7 Financial Mistakes Newlyweds Should Avoid
Getting married is a beautiful phase of our lives, but it’s also hectic. At this time, thinking about newlywed finances is the last thing we could do.
It might seem irrelevant right now, but financial mistakes are common with the newlyweds. Money can often become the root cause of arguments.
To help you keep your calm and streamline your finances proceeding the wedding, let’s talk about the seven financial mistakes that you, as newlyweds, should avoid to have a happy and successful marriage.
1. No Budget
Not having a budget is the first financial mistake that newlyweds often make.
Of course, after marriage, you are so likely to be in the awe of a newlywed feel. You wish to hang around together, party all weekends, buy new dresses and are in the mood to enjoy to the fullest.
But remember that expending more than what you have, results in debt. And, settling this debt becomes one of the significant reasons for arguments amongst the couples.
So do not go over budget.
What you can do here is, prepare a newlyweds budget, set aside a specific portion of money for your parties, shopping, etc. and try not to go beyond the set limit.
2. Not understanding the financial habits of your partner
Now, this is a priority.
After you start living together, in very less time, you get to know the financial habits of each other, such as the pattern of expenditure, savings, financial goals, etc.
For instance, your partner may love to eat out, but you don’t? What if you tend to spend lavishly on vacations, but your partner isn’t comfortable with it?
So, the essential financial advice for newlyweds is to not ignore the financial habits of your partner.
Remember, mutual understanding is the foundation of a happy married life. So, observe and talk about these financial habits as your relationship grows.
3. Not being honest about your financial history
Budget and financial habit is something that you can track and work it out together.
But, not knowing the financial history of one another will lead to a big financial dip in the future. And, this is a very common financial mistake that every newlywed couple makes.
If you have any financial history that your partner should know, you should make it known to them as soon as possible.
Examples include a loan (payment due post-marriage) for the business you started, a loan for your brother or sisters education, or any kind of financial issue which you think is essential for your partner to know.
Do not be dishonest with your partner. By telling each other about your financial issues, you can also figure out how to counter these problems together.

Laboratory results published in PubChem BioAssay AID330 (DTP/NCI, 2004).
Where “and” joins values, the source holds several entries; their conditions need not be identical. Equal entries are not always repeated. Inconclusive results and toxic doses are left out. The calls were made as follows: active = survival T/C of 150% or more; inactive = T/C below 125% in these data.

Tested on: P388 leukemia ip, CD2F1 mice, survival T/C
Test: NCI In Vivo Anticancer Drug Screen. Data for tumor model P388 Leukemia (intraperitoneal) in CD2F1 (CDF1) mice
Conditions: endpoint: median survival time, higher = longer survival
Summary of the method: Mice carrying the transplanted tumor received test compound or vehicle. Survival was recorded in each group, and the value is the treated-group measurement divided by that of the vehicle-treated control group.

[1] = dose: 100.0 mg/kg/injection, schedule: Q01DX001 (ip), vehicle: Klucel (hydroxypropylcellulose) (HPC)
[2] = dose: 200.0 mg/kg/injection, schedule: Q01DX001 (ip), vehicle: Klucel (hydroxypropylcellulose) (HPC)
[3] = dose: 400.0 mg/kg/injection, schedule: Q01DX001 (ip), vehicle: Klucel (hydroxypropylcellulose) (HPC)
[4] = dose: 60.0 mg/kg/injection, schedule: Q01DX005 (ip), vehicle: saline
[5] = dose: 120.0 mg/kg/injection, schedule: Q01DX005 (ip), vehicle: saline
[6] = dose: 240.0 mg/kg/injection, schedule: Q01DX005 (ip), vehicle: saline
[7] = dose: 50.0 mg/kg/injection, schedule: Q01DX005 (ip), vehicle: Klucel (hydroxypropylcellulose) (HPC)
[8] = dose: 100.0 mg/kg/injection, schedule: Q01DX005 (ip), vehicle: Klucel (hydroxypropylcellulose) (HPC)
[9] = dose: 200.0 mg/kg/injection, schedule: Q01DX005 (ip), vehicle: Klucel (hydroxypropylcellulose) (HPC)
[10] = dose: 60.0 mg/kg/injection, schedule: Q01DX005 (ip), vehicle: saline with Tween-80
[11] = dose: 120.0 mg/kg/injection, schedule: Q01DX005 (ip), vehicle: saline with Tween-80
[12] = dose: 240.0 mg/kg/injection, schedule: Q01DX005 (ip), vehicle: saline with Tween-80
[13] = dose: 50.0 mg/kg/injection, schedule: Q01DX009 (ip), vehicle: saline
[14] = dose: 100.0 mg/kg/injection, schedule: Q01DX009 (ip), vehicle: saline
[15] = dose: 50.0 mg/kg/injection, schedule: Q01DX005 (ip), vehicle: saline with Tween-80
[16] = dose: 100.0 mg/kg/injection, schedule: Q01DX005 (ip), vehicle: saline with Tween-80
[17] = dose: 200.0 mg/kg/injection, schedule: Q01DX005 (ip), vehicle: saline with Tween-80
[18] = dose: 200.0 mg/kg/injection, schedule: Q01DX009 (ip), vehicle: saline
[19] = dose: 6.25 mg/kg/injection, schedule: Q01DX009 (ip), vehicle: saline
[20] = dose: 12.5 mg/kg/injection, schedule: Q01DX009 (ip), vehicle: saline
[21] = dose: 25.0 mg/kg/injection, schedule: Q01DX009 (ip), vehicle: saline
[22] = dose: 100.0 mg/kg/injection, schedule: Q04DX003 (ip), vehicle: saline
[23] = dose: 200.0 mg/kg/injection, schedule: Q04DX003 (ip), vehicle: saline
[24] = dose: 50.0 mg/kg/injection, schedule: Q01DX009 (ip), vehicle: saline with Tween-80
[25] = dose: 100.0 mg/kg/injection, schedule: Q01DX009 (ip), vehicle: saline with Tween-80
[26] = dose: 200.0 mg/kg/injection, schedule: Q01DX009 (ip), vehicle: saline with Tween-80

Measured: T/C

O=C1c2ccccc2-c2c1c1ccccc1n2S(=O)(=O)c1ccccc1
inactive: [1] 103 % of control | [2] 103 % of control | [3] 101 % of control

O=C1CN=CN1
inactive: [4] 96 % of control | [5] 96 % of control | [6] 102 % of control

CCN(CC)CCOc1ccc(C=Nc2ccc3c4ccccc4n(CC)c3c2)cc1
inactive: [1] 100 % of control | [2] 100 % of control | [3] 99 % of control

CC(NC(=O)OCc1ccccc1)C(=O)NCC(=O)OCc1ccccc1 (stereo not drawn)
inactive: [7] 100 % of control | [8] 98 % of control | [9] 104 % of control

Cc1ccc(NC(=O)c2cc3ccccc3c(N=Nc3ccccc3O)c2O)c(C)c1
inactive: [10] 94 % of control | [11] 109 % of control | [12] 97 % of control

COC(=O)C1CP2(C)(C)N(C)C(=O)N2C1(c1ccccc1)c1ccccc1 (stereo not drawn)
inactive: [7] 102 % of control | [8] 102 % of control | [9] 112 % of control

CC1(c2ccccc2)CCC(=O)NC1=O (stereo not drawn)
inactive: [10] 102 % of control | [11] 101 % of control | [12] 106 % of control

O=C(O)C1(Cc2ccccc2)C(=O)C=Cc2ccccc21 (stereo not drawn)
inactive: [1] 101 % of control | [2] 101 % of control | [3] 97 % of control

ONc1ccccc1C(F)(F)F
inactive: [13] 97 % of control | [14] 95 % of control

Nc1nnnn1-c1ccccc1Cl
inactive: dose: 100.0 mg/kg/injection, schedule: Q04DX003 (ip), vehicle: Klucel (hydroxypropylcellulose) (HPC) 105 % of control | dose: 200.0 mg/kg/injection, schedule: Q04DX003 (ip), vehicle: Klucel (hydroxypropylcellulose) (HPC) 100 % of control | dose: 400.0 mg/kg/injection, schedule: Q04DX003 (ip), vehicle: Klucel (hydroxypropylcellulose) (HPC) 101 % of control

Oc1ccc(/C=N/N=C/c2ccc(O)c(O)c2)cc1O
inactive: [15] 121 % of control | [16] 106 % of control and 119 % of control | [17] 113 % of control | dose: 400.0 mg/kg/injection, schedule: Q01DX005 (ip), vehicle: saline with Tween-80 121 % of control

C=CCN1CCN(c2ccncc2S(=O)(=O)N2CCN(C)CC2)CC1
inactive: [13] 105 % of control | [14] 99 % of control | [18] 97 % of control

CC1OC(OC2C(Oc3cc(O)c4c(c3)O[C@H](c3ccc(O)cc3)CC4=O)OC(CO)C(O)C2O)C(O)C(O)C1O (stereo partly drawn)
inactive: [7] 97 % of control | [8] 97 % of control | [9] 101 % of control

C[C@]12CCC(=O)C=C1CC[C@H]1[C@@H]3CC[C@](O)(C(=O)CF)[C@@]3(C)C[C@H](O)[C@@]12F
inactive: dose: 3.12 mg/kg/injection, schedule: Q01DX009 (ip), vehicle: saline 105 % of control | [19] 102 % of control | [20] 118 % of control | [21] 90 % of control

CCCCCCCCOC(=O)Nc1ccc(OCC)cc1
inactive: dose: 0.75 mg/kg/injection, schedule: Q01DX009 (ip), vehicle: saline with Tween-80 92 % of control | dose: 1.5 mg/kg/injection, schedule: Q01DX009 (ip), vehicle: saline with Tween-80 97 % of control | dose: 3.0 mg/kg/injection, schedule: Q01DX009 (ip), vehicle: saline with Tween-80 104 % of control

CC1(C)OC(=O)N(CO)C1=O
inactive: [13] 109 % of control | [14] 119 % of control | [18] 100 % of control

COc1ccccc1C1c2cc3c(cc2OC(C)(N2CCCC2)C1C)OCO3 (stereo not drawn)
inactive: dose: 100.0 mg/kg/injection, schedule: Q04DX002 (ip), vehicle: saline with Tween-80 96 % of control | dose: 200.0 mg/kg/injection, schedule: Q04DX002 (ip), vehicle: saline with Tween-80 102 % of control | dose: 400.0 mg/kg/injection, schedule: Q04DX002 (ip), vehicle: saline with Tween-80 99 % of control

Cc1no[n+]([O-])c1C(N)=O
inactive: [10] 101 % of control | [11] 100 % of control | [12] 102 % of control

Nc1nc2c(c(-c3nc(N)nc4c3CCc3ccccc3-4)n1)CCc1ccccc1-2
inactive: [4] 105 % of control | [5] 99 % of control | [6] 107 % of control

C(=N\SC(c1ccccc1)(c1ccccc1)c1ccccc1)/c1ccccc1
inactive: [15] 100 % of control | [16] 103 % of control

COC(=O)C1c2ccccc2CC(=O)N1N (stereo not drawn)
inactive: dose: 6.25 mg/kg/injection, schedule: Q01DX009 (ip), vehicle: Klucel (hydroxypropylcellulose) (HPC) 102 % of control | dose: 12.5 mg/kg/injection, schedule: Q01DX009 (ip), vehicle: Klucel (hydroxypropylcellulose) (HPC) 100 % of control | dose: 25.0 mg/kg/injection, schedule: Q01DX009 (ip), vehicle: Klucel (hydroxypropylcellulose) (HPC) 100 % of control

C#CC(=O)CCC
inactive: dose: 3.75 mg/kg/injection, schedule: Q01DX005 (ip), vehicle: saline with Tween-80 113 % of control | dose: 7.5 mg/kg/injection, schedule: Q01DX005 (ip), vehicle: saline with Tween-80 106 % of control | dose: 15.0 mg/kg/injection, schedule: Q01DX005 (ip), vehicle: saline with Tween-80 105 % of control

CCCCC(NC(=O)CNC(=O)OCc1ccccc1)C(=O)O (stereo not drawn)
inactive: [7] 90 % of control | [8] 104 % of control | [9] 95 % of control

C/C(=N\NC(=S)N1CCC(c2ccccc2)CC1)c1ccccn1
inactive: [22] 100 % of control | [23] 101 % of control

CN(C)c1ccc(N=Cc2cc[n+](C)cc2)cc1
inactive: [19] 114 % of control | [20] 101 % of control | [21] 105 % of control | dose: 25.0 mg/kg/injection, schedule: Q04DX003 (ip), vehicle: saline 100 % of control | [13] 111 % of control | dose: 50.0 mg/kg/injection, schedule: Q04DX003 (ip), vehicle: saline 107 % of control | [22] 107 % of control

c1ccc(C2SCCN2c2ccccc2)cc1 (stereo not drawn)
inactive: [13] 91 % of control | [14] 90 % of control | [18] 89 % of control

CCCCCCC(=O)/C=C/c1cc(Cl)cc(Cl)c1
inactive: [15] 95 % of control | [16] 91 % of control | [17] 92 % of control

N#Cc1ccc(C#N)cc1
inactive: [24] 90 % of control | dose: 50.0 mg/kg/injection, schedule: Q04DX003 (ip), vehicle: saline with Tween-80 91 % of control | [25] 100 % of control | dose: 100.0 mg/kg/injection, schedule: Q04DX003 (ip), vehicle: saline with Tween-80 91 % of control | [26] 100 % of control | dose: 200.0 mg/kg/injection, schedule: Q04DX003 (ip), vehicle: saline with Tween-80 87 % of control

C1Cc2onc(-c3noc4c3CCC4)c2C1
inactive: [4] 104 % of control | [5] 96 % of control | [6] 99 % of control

4. Ignoring financial goals
Now, this is something that can be a financial mistake of a lifetime.
If you, as a couple, do not decide on your financial goals at the right time, it can cost you a big deal in the near future.
Individually, you both know each other well, in terms of what you want in life. It may happen that you may be thinking of buying a house sometime soon, but your spouse is looking to buy a car.
So here would be a clash of future goals, which can be sorted by not ignoring each other’s financial goals and discussing in advance about it.
5. No investments
Now, after you have worked your financial goals on pen paper, avoid the financial mistake of just letting it be there.
Work it out and decide as to which investments you wish to pool in together to reach your financial goals.
Just talking about investments and not contributing to it in actuality, may create future insecurity between the couples.
6. Spending without discussing
We might ignore miscellaneous expenditures, but decisions such as replacing your old furniture, getting the house painted, buying a home theatre, replacing your existing ACs, etc. without mutual discussion often lead to huge disagreements.
It may happen that your partner may be planning something else at that time and may not be happy with such a decision of yours.
So, the best here is to avoid spending without talking about it.
As a couple, you can discuss your take on your future financial decisions.
Watch this video to gain insights into combining finances after marriage:
7. Excessive use of credit cards
Using credit cards frequently to please your partner can make you live by paychecks every month. This reinforces the importance of financial planning for newlyweds.
It is always pleasing to give expensive gifts, surprises to your partner as newlyweds, but remember, you can postpone these desires.
You cannot exhaust all your cash and credit pleasing your partner.
If a sudden emergency comes up and you have already used the credit card limit (which you had kept for emergencies), or if there is a low cash balance in your account, what would you do?
So, avoid this financial mistake of going on a money-spending spree. Use simple things to surprise each other rather than going highly expensive.
We all have our share of financial mistakes, for sure, as a married couple.
But, if we value each others’ advice and respect each others’ take on things, it will surely blossom as a happy marriage with surely less financial mistakes.
Want to have a happier, healthier marriage?
If you feel disconnected or frustrated about the state of your marriage but want to avoid separation and/or divorce, the marriage.com course meant for married couples is an excellent resource to help you overcome the most challenging aspects of being married.